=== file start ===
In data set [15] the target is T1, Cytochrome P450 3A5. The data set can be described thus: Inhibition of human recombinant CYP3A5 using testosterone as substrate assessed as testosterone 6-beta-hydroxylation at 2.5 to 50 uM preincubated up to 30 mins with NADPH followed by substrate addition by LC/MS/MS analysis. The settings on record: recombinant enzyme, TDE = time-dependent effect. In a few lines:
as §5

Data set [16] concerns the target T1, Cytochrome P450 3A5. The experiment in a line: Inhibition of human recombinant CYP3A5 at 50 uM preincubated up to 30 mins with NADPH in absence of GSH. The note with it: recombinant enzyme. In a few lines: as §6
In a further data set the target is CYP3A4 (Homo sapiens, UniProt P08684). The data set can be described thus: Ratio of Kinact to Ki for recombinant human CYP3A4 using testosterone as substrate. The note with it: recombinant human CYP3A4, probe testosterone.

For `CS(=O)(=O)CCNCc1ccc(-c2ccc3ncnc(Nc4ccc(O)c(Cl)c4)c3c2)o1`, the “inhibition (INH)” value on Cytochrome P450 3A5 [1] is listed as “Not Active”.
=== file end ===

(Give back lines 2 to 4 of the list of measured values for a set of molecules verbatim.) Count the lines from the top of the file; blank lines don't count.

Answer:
as §5

Data set [16] concerns the target T1, Cytochrome P450 3A5. The experiment in a line: Inhibition of human recombinant CYP3A5 at 50 uM preincubated up to 30 mins with NADPH in absence of GSH. The note with it: recombinant enzyme. In a few lines: as §6
In a further data set the target is CYP3A4 (Homo sapiens, UniProt P08684). The data set can be described thus: Ratio of Kinact to Ki for recombinant human CYP3A4 using testosterone as substrate. The note with it: recombinant human CYP3A4, probe testosterone.